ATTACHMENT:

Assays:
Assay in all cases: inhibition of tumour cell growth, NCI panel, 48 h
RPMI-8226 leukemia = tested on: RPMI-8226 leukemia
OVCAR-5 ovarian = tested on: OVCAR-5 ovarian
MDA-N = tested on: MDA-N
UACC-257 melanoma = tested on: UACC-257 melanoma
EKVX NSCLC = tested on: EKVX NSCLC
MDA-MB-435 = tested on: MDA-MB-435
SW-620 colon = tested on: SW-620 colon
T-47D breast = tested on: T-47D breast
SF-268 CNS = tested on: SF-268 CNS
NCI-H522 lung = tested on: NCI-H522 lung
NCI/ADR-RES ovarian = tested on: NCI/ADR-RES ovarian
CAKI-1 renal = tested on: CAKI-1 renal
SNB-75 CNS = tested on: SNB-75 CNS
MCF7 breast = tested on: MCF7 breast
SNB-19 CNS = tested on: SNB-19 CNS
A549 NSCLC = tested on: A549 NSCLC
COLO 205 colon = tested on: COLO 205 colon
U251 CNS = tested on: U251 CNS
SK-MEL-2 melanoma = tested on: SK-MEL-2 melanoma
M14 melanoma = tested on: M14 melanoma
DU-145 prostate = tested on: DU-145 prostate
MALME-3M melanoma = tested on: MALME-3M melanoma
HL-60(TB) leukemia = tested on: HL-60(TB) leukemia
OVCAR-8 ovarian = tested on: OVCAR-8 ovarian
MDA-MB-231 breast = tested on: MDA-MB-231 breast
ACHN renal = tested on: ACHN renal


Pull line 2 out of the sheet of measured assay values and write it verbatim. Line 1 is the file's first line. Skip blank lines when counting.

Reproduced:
Assay in all cases: inhibition of tumour cell growth, NCI panel, 48 h